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Hubble captures Jupiter's moon Europa in 200 km high water eruption

hubble-captures-jupiter-s-moon-europa-200-km-high-water-eruption

Data from the Hubble space telescope suggests that enormous jets of water, more than 200 kilometers tall, may be spurting intermittently from the surface of Europa, ice-shelled moon of Jupiter.

Although it’s been known since 2005 that Saturn’s moon Enceladus has geysers spewing ice and dust out into orbit this is the first evidence of similar jets on Europa. This makes two known places in our Solar System where subsurface oceans could be getting sprayed directly into space — and within easy reach of any passing spacecraft.

So far, only water vapour has been detected — unlike the plumes on Enceladus, which also contain ice and dust particles.

​Previous scientific findings from other sources already point to the existence of an ocean located under Europa's icy crust, which makes it one of the main targets in the search for habitable worlds away from Earth. Researchers are not yet fully certain whether the detected water vapor is generated by erupting water plumes on the surface, but they are confident this is the most likely explanation. 

The 200 km (125 mile) high plumes were discovered with Hubble observations made in December 2012. Its Imaging Spectrograph (STIS) detected faint ultraviolet light from an aurora at the Europa’s south pole. Europa’s aurora is created as it plows through Jupiter’s intense magnetic field, which causes particles to reach such high speeds that they can split the water molecules in the plume when they hit them. The resulting oxygen and hydrogen ions revealed themselves to Hubble with their specific colors.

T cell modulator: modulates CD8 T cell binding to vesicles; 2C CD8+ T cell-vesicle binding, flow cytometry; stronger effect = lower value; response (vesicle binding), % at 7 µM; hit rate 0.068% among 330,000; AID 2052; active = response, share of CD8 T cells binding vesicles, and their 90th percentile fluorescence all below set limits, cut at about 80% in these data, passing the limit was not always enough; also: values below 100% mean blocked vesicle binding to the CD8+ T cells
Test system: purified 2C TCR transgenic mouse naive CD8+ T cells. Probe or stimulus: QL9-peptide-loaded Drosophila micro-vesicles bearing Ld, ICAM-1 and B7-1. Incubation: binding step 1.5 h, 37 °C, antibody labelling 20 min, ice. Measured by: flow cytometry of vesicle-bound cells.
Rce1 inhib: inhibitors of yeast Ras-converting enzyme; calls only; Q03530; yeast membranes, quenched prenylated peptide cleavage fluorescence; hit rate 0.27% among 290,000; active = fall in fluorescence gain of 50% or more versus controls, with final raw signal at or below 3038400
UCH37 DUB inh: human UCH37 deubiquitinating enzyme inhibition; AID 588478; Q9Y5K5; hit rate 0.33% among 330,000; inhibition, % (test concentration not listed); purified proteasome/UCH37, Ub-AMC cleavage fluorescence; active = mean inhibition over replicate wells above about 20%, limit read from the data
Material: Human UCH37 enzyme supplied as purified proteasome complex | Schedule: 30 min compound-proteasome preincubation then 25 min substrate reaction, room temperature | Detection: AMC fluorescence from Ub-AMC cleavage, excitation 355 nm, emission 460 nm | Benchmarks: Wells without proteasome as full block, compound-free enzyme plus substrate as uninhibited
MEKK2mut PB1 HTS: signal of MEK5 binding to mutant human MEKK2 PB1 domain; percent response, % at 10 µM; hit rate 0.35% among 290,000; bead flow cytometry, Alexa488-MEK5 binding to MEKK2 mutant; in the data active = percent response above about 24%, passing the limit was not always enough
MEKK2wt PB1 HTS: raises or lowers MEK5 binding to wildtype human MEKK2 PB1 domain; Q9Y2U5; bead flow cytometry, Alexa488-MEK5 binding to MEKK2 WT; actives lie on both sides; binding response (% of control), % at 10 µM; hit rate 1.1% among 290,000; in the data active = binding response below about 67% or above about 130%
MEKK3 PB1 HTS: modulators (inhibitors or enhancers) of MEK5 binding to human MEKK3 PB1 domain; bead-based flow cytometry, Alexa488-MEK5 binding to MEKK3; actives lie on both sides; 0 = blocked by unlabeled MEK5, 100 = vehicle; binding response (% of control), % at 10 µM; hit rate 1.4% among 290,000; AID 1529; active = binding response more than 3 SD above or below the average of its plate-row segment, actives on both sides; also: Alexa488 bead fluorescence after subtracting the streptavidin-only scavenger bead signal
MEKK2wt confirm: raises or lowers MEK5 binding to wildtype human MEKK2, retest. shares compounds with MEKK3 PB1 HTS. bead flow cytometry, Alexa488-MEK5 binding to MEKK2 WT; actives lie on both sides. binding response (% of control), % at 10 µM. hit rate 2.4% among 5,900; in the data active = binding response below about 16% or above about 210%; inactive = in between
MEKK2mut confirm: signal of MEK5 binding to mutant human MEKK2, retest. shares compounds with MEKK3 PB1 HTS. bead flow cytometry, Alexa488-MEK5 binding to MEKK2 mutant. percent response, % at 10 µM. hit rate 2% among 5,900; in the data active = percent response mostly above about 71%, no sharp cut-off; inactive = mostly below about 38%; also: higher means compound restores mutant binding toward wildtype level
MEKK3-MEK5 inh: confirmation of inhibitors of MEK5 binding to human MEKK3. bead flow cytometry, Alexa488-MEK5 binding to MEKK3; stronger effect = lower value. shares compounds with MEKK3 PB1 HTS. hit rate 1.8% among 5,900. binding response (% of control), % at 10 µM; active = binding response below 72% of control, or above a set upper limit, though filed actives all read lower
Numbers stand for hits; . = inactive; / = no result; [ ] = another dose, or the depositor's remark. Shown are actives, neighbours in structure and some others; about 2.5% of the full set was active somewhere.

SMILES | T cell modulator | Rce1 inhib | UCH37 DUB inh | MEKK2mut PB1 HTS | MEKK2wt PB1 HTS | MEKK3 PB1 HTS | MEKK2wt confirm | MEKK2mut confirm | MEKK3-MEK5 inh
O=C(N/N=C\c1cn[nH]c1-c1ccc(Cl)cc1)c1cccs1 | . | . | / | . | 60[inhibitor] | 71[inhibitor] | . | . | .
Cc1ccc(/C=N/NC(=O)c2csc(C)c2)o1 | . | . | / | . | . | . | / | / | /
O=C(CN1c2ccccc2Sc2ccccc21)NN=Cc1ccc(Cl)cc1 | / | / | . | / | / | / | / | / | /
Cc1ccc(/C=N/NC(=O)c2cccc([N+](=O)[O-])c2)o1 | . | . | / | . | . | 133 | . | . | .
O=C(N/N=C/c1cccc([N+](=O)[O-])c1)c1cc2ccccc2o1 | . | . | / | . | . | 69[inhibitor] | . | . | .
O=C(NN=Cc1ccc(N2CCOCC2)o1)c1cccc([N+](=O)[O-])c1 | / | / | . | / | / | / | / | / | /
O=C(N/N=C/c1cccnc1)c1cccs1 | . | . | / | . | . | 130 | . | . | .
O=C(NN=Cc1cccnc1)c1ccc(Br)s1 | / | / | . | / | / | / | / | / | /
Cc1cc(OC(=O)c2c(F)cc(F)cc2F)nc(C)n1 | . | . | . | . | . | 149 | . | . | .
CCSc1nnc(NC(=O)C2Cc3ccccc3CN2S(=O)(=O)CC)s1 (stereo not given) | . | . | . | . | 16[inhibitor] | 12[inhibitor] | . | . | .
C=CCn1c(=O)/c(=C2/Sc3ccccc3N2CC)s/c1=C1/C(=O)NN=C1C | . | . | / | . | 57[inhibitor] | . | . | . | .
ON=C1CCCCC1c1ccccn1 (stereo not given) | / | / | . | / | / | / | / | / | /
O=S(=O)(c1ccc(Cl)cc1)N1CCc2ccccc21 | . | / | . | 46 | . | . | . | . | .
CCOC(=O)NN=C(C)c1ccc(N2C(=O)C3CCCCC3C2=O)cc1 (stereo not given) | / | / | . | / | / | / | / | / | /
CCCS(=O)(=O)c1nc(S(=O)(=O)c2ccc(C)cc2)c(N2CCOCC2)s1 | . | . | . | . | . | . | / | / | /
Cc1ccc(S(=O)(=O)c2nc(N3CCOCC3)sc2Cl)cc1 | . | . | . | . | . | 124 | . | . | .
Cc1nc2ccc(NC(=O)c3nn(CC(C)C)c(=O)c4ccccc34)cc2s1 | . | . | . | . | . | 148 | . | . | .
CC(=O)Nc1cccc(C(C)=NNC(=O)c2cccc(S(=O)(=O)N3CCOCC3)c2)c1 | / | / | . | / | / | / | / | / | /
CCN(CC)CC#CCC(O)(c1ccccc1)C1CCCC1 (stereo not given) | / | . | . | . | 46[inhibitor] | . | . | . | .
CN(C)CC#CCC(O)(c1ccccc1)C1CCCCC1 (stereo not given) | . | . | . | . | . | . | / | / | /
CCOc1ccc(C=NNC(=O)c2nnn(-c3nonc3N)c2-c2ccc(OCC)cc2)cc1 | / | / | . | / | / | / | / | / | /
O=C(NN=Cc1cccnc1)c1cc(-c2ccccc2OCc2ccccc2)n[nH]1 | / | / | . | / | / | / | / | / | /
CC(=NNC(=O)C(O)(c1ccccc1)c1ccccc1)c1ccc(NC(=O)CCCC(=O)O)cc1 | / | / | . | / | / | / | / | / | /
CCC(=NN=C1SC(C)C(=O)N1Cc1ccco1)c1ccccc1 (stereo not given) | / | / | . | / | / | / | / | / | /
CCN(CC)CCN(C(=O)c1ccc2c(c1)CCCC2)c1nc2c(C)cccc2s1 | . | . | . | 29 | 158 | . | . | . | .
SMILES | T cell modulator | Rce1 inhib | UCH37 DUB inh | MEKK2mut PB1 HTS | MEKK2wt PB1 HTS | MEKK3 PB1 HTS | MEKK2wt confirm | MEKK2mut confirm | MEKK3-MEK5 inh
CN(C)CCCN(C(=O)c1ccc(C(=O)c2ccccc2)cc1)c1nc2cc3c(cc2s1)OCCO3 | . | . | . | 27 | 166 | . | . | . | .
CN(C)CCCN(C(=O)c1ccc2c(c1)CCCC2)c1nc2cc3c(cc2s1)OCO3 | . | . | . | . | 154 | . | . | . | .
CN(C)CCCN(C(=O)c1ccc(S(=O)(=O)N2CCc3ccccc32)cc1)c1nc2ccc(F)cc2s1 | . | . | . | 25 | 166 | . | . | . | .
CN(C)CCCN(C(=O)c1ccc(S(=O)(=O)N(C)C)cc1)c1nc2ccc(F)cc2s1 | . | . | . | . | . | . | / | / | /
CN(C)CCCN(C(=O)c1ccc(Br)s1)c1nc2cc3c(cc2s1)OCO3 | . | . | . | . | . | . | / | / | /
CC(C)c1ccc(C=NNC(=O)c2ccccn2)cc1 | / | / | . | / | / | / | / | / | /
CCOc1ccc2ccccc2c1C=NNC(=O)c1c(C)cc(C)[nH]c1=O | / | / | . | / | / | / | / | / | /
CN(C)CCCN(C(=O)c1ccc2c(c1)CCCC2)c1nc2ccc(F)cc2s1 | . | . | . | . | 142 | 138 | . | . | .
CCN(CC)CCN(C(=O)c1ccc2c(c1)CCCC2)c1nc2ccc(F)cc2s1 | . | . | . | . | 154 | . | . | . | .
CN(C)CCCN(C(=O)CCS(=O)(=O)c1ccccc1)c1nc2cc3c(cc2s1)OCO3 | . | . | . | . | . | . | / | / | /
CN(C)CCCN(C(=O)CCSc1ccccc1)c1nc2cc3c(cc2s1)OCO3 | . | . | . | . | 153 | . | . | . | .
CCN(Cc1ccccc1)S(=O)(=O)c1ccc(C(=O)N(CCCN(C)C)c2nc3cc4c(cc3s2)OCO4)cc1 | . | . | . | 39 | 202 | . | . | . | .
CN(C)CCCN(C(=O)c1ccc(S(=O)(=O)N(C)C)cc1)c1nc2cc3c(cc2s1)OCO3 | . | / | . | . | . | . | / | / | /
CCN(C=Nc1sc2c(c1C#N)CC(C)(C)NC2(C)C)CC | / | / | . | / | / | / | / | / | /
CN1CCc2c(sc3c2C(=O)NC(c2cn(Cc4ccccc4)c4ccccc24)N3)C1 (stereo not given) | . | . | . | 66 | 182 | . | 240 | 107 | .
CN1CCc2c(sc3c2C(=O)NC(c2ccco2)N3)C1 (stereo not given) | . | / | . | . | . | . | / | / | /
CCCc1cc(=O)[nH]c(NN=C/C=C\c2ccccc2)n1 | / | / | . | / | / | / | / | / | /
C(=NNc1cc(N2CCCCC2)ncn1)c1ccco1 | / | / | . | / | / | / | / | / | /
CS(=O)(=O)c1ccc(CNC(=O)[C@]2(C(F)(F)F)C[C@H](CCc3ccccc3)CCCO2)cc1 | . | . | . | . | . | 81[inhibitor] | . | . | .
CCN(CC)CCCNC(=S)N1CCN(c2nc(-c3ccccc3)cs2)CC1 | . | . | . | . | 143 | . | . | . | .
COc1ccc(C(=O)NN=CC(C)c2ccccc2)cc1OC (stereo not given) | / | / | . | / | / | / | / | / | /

“We found that one blob of emission at Europa’s south pole was always there over the 7 hours we observed and always at the same location,” said astronomer Lorenz Roth of the Southwest Research Institute in Texas and co-author of a paper about the research appearing today in Science.

“By far the simplest explanation for this water vapor is that it erupted from plumes on the surface of Europa. If those plumes are connected with the subsurface water ocean we are confident exists under Europa's crust, then this means that future investigations can directly investigate the chemical makeup of Europa's potentially habitable environment without drilling through layers of ice. And that is tremendously exciting." (HST)

Video courtesy: AGU. December 12, 2013.

The findings were announced today during the meeting of the American Geophysical Union in San Francisco.

Featured image: Artist's concept – credit: NASAESA, and K. Retherford (Southwest Research Institute)

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